On acculturation and consciousness of it
Those who know me personally also know that 'integration' in a Dutch society could be a tough topic to touch: while accepting that there is a degree to what you have to conform to a local culture as a resident foreigner I always struggle to find where to draw the line for myself, how to conform to the local rules without loosing my own cultural identity. Like today.
Yesterday Dutch was nice - as nice as paved, clearly indicated bicycle roads and looking at old ladies cycling in a middle of heide (heather, which is almost at the end of its flowering season). Than I thought that may be it's not that bad after all if we end up living in the Netherlands - I could easily imagine myself as an old lady cycling through heide on a sunny Sunday afternoon...
Today Dutch was sad - as sad as a pregnant woman in a train lifting her suitcase to an upper shelf and no man around offering to help. I usually bring 'suitcase lifting' as an example of things that I don't like about Dutch society: I just don't get that sort of 'being an independent woman'. I have found my own workarounds (keeping my suitcases on the floor ;), but I'm horrified by an idea that my kids could grow with an understanding that the situation above is normal.
Which brings me to a couple of quotes from Watching the English, the book I enjoy reading in so many respects. It's on consciousness of an acculturation:
In fact, I would go so far as to say that Englishness is rather more a matter of choice for the ethnic minorities in this country than it is for the rest of us. For those of us without the benefit of early, first-hand influence of another culture, some aspects of Englishness can be so deeply ingrained that we find it almost impossible to shake them off, even when it is clearly in our interested to do so […]. Immigrants have the advantage of being able to pick and choose more freely, often adopting the more desirable English quirks and habits while carefully steering clear of the more ludicrous ones. [p.18]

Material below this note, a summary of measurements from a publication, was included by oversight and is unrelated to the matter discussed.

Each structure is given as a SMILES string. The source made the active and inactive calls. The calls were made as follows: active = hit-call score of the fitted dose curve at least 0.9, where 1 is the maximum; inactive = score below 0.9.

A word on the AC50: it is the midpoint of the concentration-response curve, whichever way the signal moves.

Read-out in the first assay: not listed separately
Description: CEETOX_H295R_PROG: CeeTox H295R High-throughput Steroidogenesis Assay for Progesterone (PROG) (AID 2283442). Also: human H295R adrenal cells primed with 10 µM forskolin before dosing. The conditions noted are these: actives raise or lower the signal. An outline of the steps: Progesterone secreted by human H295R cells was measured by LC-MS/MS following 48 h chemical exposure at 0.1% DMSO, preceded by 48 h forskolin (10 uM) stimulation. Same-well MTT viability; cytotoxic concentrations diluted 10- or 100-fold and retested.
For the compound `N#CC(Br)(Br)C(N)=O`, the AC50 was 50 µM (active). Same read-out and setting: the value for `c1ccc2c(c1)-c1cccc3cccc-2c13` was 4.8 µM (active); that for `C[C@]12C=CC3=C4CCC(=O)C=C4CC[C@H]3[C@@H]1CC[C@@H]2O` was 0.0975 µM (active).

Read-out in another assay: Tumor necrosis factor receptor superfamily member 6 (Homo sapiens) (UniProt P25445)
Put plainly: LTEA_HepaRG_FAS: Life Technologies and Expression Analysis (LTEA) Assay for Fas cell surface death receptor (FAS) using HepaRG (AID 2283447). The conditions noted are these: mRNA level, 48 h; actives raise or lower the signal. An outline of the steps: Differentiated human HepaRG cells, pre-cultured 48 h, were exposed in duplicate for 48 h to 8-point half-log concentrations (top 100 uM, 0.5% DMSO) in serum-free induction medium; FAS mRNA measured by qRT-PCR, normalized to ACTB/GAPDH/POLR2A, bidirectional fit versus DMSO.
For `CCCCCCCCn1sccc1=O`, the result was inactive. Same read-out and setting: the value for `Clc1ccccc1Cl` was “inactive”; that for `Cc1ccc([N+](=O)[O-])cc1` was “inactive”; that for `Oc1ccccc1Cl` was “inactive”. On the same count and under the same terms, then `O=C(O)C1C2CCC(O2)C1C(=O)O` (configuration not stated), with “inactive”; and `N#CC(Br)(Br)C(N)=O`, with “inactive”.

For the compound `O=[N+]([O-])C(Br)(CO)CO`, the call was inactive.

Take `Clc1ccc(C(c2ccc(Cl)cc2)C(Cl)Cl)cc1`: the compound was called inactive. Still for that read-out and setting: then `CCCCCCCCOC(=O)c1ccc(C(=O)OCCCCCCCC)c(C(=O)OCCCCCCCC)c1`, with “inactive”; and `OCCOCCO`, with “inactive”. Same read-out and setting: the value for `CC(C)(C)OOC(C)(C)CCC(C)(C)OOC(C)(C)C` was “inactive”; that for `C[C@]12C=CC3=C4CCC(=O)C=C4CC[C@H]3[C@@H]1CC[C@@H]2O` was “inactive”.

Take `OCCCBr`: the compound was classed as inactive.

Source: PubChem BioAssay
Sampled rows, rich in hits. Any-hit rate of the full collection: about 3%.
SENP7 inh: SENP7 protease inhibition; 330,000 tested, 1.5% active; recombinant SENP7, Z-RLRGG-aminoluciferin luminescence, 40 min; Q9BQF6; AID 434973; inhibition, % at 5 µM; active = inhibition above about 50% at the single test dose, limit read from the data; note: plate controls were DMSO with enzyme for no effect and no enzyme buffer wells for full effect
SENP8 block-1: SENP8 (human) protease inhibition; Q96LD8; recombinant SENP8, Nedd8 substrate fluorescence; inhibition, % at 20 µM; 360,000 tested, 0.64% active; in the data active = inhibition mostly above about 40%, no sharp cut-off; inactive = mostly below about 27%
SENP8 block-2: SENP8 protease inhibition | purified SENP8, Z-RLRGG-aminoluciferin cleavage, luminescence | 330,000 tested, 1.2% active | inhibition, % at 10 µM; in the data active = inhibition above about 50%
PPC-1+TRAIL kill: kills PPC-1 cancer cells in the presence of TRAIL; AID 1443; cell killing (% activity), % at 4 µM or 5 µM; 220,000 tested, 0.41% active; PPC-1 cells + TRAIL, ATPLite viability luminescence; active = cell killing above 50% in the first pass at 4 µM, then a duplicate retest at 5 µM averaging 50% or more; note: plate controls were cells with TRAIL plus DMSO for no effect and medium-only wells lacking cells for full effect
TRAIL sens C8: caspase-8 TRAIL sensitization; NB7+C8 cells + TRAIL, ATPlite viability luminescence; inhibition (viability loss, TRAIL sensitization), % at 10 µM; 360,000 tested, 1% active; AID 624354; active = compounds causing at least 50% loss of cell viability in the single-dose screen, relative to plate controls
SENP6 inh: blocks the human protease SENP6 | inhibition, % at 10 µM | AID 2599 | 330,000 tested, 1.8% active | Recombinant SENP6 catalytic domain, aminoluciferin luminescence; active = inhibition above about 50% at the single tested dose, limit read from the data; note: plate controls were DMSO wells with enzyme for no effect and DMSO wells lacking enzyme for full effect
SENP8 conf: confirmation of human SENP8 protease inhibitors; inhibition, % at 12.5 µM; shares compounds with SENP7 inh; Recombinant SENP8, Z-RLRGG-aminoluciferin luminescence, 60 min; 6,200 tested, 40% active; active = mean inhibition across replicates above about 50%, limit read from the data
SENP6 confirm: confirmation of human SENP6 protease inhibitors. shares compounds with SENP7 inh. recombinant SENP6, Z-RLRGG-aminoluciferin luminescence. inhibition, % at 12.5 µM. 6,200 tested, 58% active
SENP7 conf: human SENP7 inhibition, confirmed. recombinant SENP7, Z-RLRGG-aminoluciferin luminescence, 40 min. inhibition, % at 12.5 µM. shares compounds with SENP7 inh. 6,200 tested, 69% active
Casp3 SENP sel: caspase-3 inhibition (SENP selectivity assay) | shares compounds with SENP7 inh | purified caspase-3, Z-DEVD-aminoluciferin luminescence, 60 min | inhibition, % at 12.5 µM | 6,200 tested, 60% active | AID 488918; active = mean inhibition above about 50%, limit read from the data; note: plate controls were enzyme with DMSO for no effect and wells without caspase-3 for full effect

Many of those who pontificate about 'acculturation' are inclined to underestimate this element of choice. Such processes are often described in terms suggesting that the 'dominant' culture is simply imposed on unwitting, passive minorities, rather than focusing on the extent to which individuals quite consciously, deliberately, cleverly and even mockingly pick and choose among the behaviors and customs of their host culture. I accept that some degree of acculturation or conformity to English ways is often 'demanded' or effectively 'enforced' (although this would surely be true of any host culture, unless one enters it as a conquering invader or passing tourist), and the rights and wrongs of specific demands can and should be debated. But my point is that compliance with such demands is still a conscious process, and not, as some accounts of acculturation imply, a form of brainwashing. [p.19]